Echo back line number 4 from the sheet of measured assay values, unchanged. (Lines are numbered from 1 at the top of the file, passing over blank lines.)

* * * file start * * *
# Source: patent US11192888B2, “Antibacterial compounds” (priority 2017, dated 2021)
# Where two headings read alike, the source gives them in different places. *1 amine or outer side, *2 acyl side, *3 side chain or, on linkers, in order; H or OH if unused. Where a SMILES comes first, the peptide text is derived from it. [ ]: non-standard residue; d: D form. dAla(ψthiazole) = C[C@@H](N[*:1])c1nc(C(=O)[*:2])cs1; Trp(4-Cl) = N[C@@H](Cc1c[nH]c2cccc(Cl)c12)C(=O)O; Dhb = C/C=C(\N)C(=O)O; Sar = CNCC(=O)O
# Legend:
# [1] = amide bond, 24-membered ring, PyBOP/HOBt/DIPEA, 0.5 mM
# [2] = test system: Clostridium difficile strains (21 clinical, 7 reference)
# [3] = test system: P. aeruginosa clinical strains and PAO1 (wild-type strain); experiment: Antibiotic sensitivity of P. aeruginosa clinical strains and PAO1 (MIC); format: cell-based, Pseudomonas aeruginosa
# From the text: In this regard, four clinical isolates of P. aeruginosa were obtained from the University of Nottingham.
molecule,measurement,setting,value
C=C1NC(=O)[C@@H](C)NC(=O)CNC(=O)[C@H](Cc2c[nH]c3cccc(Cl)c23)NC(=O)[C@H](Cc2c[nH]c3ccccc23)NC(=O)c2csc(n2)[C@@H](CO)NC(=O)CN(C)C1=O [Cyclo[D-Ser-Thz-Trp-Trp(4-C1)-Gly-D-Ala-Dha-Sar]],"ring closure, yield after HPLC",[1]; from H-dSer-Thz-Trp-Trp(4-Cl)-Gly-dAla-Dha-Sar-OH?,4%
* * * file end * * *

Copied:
# [1] = amide bond, 24-membered ring, PyBOP/HOBt/DIPEA, 0.5 mM